The Biden administration urged the Supreme Court to uphold a warrantless gun confiscation ruling as the nation’s top court heard oral arguments Wednesday on Caniglia v Strom, a case that could have major consequences for the Fourth Amendment where policing, due process and mental health are concerned.
In its first amicus brief before the Supreme Court, the Department of Justice argued the actions taken by law enforcement to confiscate the petitioner’s firearms without a warrant were “reasonable.”
“The touchstone of the Fourth Amendment is reasonableness,” the DOJ’s brief stated. “For criminal investigations, this Court has generally incorporated the Warrant Clause into the Fourth Amendment’s overarching reasonableness requirement, but it has not generally done so for searches or seizures objectively premised on justifications other than the investigation of wrongdoing.”
“The ultimate question in this case is therefore not whether the respondent officers’ actions fit within some narrow warrant exception, but instead whether those actions were reasonable. And under all the circumstances here, they were,” the brief added.
According to the lawsuit, Mr. Caniglia and his wife were arguing when he put an unloaded gun on their table and said, “shoot me now and get it over with.” Following the argument, Caniglia’s wife called the non-emergency police line, leading to a visit from law enforcement. The police convinced Mr. Caniglia to go to the hospital for psychological evaluation, despite disagreeing that his behavior was “abnormal” or “agitated.”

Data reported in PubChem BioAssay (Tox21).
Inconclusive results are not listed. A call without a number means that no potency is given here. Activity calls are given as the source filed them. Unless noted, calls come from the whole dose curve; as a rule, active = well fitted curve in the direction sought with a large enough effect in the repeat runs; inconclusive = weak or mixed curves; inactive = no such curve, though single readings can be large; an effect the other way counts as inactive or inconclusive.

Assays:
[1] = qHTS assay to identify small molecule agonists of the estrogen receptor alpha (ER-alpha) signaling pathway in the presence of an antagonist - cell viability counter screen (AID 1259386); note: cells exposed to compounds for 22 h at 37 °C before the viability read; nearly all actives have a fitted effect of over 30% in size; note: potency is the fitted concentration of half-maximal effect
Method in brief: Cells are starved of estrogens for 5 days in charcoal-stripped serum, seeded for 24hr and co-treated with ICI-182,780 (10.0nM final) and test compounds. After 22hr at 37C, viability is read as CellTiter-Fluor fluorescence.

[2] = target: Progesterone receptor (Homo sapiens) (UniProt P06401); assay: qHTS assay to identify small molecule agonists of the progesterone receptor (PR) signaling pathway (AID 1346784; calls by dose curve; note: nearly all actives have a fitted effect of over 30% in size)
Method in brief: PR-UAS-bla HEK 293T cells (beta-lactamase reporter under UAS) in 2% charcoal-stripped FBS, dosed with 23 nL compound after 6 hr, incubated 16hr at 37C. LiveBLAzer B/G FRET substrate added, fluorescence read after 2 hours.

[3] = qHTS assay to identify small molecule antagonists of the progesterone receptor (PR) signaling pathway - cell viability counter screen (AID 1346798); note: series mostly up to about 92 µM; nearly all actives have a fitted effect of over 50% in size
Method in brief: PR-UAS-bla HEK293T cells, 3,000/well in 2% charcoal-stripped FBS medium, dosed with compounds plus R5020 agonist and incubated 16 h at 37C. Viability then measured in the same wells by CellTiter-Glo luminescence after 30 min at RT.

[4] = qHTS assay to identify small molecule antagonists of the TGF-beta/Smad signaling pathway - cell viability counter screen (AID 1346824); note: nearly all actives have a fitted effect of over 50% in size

While Mr. Caniglia was on his way to the hospital, his wife told the police that he had two pistols in the home, at which point the officers searched the home without a warrant; however, Mrs. Caniglia couldn’t provide legal consent because the police lied, telling her that Mr. Caniglia had consented to the seizure of his firearms.
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